Well, here it is, the depressing truth about your new refrigerator, your storm windows and your fireplace glass screen, not to mention the extra layer of insulation you just put in and the neighbors' spiffy new solar water heater: Energy-wise, they were all probably a waste of money.

According to John Rothchild, you might have done better financially just by turning the furnace down and buying a couple of electric spot heaters and an electric blanket.

In this post-crisis era of energy worry, where the new wisdom brands anything electric wrong by definition, this sounds like heresy. But Rothchild says it's hard-wired energy economics.

"I am not moved by the joys of woodburning or the moral values of a solar greenhouse," Rothchild writes in "Stop Burning Your Money." "To me, the only worthy energy conservation decision is one that pays off."

In this new book, endorsed by Harvard energy wunderkind Daniel Yergin, Rothchild treats energy investments like stock market buys: If you save $50 a year on your heating bill after installing $600 worth of insulation, he sees that as an 8.3 percent tax-free return on your investment, or 16 percent if you are in a 50 percent tax bracket.

Anyone with enough money and/or smarts to have done some thinking already about tax shelters and investments can understand that. Rothchild is clearly aiming at those folks, for the book provides graphs, tables and equations to be worked out to fit individual situations. An investment of planning time, he makes clear, will pay off, and very handsomely, too.

Readers who just want to be told what to do and are not prepared to calculate alternatives rather closely will have to look elsewhere for blunt advice. Similarly, virtuous readers who want to save energy for the national good will probably be offended by the Rothchild approach, which is merely to save money for the personal good.

The author, a former Department of Energy analyst who built two energy-efficient houses himself, has provided a how-to, where-to book for energy conservation in the persnickety, half-caulked houses that most of us occupy. It doesn't offer furnace loads of blanket admonitions -- with a few exceptions.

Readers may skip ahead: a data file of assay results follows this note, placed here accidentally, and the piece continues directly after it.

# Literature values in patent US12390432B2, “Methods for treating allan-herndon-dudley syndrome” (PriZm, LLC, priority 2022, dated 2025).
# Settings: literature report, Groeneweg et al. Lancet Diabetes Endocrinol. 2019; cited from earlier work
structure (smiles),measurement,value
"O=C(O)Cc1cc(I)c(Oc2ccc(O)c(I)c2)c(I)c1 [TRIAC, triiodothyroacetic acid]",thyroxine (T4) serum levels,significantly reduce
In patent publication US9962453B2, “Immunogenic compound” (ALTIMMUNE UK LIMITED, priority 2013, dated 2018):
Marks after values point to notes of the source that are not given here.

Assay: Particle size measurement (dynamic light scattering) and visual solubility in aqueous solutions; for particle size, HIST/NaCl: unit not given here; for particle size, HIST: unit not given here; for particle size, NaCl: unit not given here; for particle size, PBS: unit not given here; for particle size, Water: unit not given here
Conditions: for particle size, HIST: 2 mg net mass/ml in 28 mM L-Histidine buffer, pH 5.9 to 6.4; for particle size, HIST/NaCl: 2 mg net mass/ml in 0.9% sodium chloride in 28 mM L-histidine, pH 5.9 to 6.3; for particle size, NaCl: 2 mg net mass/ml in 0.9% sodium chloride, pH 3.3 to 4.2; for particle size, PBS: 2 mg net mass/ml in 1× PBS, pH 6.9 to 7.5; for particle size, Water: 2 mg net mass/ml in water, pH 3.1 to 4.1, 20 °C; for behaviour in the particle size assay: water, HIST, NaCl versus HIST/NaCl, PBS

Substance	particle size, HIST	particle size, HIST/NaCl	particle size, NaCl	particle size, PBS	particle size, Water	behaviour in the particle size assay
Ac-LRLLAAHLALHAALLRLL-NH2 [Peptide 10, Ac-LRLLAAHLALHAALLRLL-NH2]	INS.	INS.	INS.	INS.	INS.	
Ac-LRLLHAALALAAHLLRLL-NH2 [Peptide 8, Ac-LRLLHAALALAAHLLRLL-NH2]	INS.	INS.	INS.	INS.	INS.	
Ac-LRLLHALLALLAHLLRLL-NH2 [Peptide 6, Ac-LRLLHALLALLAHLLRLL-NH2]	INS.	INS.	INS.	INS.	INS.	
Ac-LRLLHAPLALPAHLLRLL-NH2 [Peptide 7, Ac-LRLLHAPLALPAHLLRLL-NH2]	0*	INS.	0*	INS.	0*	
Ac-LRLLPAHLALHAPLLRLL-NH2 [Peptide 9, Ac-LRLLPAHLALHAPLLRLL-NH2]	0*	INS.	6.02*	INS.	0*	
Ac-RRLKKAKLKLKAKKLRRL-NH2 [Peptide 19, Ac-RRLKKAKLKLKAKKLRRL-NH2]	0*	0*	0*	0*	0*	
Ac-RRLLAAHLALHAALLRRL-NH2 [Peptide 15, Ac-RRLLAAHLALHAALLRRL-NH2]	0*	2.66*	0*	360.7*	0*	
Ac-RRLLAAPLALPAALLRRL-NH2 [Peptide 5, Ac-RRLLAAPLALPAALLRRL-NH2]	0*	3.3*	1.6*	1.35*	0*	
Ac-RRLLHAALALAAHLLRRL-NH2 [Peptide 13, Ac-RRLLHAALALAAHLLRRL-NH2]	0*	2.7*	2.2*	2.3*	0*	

It is an unqualified good, Rothchild says, to caulk up the air leaks around your doors and windows, behind the electric plugs and along the chimney seams in the attic floor: up to a 120 percent return on investment. It is beatific to have at least six inches of insulation above that leak-proof attic floor (40 percent return), and it is unreservedly wondrous to have a 10-cent water flow controller in your shower head. Returns approach 7,600 percent on that one.

But an energy-unconscious refrigerator can undo you. California could give every household in the state a free, new, energy-saving refrigerator or freezer and save 5 percent of the state's current electricity consumption, enough to avoid building two new nuclear power plants that together would cost $3 billion or more, Rothchild says.

Storm windows will double the R-value (insulation efficiency) of your windows, but going from R-1 to R-2 still leaves the windows miserably inefficient. Insulated shutters or shades can go to R-14. Six inches more insulation in your attic may not provide as high a return on investment as many other things, Rothchild cautions, and it is percentage of financial return he is after far more than actual savings in BTUs.

Probably the best part of the book is a detailed and complex section on evaluating your existing furnace and boiler and figuring out whether to update, modify or chuck them. Major investments, as always, pose major risks. Another helpful chapter tells how to evaluate a prospective new house: Take a ruler along to measure the insulation.

Rothchild finds woodburning stoves to be financially poor risks in the city, spicing the numbers with a few horror stories about chic urban energy warriors pouring their wallets into the black iron bellies.

Storm doors and attic ventilators are probably zero profitmakers, as are water heater timers. As for solar furnaces, "I can't imagine a sillier heating choice" financially, Rothchild says.

The most heartbreaking news is that the only thing good about fireplaces is the view. Those glass fireplace screens are a waste of money, Rothchild says, citing various studies to prove it. So are those newfangled grates that move air around the fire. In fact, Rothchild says brutally, "The way to get the most out of your fireplace is to plug it up and forget about it."

The verdict is harsh, but then tradeoffs are possible. The $15.50 invested in this book is a good way to find out what they are.